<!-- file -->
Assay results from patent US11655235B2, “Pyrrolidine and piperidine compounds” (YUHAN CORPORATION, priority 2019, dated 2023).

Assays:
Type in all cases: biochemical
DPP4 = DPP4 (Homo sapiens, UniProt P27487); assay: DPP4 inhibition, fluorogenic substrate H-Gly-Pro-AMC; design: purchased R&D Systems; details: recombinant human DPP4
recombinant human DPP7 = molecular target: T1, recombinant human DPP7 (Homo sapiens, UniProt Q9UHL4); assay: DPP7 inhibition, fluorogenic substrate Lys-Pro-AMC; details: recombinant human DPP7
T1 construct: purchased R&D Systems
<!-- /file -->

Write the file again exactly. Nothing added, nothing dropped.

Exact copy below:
Assay results from patent US11655235B2, “Pyrrolidine and piperidine compounds” (YUHAN CORPORATION, priority 2019, dated 2023).

Assays:
Type in all cases: biochemical
DPP4 = DPP4 (Homo sapiens, UniProt P27487); assay: DPP4 inhibition, fluorogenic substrate H-Gly-Pro-AMC; design: purchased R&D Systems; details: recombinant human DPP4
recombinant human DPP7 = molecular target: T1, recombinant human DPP7 (Homo sapiens, UniProt Q9UHL4); assay: DPP7 inhibition, fluorogenic substrate Lys-Pro-AMC; details: recombinant human DPP7
T1 construct: purchased R&D Systems